Here is another sample script that logs on to a system, stops a service, deletes a file, copies a new file to the system via scp, and then starts the associated service.

for l in `cat servers`; do echo $l;ssh -q $l service besclient stop;echo $l; done 
for l in `cat servers`; do echo $l;ssh -q $l rm -rf /var/opt/BESClient/besclient.config;echo l; done 
for l in `cat servers`; do scp besclient.config $l:/var/opt/BESClient/;echo $l; done 
for l in `cat servers`; do echo $l;ssh -q $l service besclient start;echo $l; done

In no particular order, here are the main scripts I rely on for daily tasks:

This script can stop a service, delete the associated rpms, and then delete the application directory to clean up target systems:

for l in `cat servers`; do echo $l;ssh -q $l service besclient stop;echo $l; done 
for l in `cat servers`; do echo $l;ssh -q $l rpm -e BESAgent-9.5.10.79-rhe6.x86_64;echo $l; done 
for l in `cat servers`; do echo $l;ssh -q $l rpm -e BESAgent-9.5.3.211-rhe5.x86_64;echo $l; done 
for l in `cat servers`; do echo $l;ssh -q $l rm -rf /etc/opt/BESClient /var/opt/BESClient /opt/BESClient;echo $l; done 

This script gathers some hardware details of target hosts that may be useful for inventorying systems:

 for l in `cat servers`; do echo $l;ssh -q $l dmidecode | grep -i serial;echo $l; done
 for l in `cat servers`; do echo $l;ssh -q $l lscpu | grep "CPU(s):";echo $l; done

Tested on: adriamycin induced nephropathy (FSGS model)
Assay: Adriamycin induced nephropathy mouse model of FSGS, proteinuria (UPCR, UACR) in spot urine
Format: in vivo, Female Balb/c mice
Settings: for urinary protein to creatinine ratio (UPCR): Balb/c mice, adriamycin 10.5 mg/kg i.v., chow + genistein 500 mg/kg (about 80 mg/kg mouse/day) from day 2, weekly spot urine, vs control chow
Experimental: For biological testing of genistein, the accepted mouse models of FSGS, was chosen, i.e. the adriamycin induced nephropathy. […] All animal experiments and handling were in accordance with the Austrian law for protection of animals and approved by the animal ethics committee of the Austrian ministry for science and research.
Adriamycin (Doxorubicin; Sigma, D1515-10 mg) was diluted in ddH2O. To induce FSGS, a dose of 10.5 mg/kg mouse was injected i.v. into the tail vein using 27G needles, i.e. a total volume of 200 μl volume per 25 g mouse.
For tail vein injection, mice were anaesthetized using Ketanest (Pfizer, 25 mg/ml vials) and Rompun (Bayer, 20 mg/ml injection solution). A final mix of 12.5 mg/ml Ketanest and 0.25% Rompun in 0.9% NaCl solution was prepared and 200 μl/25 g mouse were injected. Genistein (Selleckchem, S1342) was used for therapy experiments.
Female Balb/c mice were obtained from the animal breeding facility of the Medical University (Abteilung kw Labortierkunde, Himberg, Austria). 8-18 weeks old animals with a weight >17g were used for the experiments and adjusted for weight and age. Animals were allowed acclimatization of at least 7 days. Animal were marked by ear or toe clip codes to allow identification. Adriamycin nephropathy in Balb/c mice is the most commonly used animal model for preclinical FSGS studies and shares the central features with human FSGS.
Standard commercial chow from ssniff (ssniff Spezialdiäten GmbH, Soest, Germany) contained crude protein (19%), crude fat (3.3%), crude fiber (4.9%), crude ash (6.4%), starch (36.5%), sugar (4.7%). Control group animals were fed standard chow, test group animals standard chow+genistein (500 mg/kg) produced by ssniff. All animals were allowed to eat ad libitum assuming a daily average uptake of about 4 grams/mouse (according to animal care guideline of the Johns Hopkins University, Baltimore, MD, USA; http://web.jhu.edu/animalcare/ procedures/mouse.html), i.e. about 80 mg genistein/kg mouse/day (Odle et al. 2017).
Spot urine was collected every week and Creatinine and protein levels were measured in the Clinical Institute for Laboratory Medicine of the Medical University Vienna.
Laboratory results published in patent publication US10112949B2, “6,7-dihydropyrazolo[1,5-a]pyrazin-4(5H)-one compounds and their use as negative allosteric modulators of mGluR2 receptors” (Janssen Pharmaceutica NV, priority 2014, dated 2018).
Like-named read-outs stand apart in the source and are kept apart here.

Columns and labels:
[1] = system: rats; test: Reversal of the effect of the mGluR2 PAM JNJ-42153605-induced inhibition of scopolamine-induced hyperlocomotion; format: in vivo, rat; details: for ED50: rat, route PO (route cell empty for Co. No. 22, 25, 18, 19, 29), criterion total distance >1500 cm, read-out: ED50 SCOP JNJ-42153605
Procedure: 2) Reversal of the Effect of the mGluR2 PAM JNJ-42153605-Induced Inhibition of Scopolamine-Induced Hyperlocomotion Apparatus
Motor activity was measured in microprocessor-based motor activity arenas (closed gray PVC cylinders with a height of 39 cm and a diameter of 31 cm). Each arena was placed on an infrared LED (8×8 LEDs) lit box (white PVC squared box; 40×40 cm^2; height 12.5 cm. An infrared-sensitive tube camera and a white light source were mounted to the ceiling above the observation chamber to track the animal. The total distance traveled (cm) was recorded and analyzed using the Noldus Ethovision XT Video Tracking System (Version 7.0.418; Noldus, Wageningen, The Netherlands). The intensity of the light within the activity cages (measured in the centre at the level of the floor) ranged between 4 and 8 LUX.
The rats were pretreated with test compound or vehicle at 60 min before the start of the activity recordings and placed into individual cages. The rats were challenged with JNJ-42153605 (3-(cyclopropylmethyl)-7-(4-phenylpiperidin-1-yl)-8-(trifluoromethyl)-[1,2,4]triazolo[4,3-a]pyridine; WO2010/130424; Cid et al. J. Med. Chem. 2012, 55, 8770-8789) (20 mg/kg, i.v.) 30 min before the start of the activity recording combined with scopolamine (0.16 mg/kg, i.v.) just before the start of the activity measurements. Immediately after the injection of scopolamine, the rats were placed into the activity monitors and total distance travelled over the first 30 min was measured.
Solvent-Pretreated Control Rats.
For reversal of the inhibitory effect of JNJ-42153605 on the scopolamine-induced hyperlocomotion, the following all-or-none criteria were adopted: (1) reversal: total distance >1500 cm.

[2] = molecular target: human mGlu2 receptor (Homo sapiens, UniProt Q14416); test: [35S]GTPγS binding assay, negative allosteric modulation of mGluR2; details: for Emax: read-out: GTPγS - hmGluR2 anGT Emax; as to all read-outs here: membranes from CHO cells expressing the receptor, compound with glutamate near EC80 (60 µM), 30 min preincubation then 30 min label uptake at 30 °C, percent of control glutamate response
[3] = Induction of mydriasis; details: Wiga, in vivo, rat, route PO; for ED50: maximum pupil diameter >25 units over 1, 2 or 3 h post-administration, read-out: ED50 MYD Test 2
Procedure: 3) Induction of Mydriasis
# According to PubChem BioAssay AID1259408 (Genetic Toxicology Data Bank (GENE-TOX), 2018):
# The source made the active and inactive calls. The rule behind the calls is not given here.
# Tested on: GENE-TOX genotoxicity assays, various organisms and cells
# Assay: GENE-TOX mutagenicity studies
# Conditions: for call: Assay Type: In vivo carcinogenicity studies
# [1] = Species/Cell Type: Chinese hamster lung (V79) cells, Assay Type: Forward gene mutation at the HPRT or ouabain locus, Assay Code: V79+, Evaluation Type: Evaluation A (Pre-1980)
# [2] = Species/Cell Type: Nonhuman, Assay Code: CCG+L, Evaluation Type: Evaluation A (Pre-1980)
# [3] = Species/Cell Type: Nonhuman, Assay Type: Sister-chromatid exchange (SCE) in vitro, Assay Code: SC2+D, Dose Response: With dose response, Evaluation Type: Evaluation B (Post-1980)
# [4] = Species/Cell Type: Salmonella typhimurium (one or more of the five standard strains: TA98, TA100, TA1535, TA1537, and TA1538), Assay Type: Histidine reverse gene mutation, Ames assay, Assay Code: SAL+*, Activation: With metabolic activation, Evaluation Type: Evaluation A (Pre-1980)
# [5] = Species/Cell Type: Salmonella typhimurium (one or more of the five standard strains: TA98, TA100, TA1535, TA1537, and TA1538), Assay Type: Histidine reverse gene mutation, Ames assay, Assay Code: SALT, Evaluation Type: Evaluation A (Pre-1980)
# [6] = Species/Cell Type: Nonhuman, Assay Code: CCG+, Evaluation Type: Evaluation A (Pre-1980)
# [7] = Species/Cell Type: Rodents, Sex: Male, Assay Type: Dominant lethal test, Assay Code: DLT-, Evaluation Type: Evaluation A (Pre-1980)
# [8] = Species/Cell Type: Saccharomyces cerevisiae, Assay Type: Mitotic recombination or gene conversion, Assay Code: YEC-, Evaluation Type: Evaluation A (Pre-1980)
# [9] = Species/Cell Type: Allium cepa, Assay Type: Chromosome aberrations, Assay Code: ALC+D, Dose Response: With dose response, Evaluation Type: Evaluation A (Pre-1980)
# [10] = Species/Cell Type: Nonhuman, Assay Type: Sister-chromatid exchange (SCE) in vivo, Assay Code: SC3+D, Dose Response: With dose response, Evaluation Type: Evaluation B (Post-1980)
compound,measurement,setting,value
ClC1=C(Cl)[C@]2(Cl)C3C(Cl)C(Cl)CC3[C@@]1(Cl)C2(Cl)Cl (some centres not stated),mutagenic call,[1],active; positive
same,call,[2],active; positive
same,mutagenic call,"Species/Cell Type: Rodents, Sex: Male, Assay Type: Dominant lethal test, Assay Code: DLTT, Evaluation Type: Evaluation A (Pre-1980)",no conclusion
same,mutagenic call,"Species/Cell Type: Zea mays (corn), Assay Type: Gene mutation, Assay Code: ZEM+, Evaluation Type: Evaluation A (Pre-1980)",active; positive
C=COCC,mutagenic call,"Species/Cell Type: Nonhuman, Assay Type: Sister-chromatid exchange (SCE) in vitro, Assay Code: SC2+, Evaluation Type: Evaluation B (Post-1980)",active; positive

for l in `cat servers`; do echo $l;ssh -q $l lscpu | grep "Core(s) per socket:";echo $l; done
 for l in `cat servers`; do echo $l;ssh -q $l lscpu | grep "Socket(s):";echo $l; done 
 for l in `cat servers`; do echo $l;ssh -q $l free -h;echo $l; done 

This script copies another script to the /etc/cron.daily folders on the target systems so that these scripts are executed every 24 hours:

 for l in `cat servers`; do ssh -q $l /etc/cron.daily/update-tools.sh; done 

This script sets the owner of a certain file on the target systems to be “prod1”:

 for l in `cat servers`; do echo $l;ssh -q $l chown prod1:prod /fileData/fileroot/certs/interac.jks;echo $l; done 

This script tells all target hosts to run a yum update and not prompt to install packages:

 for l in `cat servers`; do ssh -q $l yum -y update; echo $l; done 

This script backs up the / etc / shadow file on all target hosts in the root directory:

 for l in `cat servers`; do echo $l;ssh -q $l cp /etc/shadow /root/shadow20210604;echo $l; done 

This script restarts all the servers listed in the servers file:

 for l in `cat servers`; do ssh -q $l shutdown -r now; echo $l; done 

This script can be useful for unmounting an existing NFS volume, then updating / etc / fstab with a new NFS mount name and remounting all volumes:

 for l in `cat servers`; do echo $l;ssh -q $l umount /clover;echo $l; done 
 for l in `cat servers`; do echo $l;ssh -q $l;sed -r -i 's|vnx-corp-nfs1|unity-corp-nfs01|' /etc/fstab;mount -a;echo $l;      done 

This script can add host file entry to target systems

 for l in `cat servers`; do ssh -q $l 'echo "10.18.12.33  github.devops.local" >> /etc/hosts'; echo $l; done 

Finally, this script can tell you the current availability on all target hosts:

 for l in `cat servers`; do echo $l;ssh -q $l uptime;echo $l; done 

As you can see, the functionality of these scripts is only limited by your imagination. I hope they will be of use to you and that they will lighten your administrative burden.